Sydney: A composite material based on paper thin graphite and 10 times stronger than steel is set to revolutionise the automotive, aviation, electrical and optical industries, experts predict.
Graphene paper or GP, developed by Guoxiu Wang`s research team from the University of Technology Sydney (UTS), can be processed, reshaped and reformed from its original raw material state.
Compared to steel, the prepared GP is six times lighter, five to six times lower in density, two times harder with 10 times higher tensile strength and 13 times higher bending rigidity, the Journal of Applied Physics reports.
Researchers have successfully milled the raw graphite by purifying and filtering it with chemicals to reshape and reform it into nano-structured configurations which are then processed into sheets as thin as paper, according to a university statement.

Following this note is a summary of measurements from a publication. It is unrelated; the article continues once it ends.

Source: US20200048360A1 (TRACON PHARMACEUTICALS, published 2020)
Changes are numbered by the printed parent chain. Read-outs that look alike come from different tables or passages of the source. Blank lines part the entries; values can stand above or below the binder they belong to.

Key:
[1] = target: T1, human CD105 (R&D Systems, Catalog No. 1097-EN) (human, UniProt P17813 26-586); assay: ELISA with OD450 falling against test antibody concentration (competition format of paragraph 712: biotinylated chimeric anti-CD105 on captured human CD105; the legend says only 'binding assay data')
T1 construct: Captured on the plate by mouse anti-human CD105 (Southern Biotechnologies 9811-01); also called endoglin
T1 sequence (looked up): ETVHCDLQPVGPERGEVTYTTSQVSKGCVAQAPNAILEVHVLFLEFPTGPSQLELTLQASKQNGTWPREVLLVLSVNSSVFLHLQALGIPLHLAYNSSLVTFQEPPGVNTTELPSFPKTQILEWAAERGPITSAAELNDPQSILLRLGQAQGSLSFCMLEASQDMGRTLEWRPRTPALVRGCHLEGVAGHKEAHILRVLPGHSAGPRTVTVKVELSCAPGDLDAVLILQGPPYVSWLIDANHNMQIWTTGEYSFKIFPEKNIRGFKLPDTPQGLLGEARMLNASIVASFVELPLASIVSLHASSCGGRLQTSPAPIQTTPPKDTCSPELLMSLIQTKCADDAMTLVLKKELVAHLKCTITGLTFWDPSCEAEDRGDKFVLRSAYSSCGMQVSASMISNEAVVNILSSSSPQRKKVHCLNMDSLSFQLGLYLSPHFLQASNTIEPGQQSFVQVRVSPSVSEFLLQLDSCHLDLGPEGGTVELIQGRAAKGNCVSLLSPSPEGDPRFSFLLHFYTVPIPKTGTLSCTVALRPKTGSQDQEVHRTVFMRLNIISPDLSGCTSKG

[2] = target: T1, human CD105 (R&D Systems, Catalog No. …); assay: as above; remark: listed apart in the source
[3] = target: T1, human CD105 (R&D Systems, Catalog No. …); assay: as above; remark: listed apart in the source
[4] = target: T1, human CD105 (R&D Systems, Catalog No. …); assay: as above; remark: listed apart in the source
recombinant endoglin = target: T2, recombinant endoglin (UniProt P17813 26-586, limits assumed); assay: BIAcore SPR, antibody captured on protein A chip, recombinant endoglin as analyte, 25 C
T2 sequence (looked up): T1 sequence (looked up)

Lead researcher Ali Reza Ranjbartoreh said: "Not only is it lighter, stronger, harder and more flexible than steel, it is also a recyclable and sustainably manufacturable product that is eco-friendly and cost effective in its use."
Ranjbartoreh said the results would allow the development of lighter and stronger cars and planes that use less fuel, generate less pollution, are cheaper to run and ecologically sustainable.
He said large aerospace companies such as Boeing have already started to replace metals with carbon fibres and carbon-based materials, and graphene paper with its incomparable mechanical properties would be the next material for them to explore.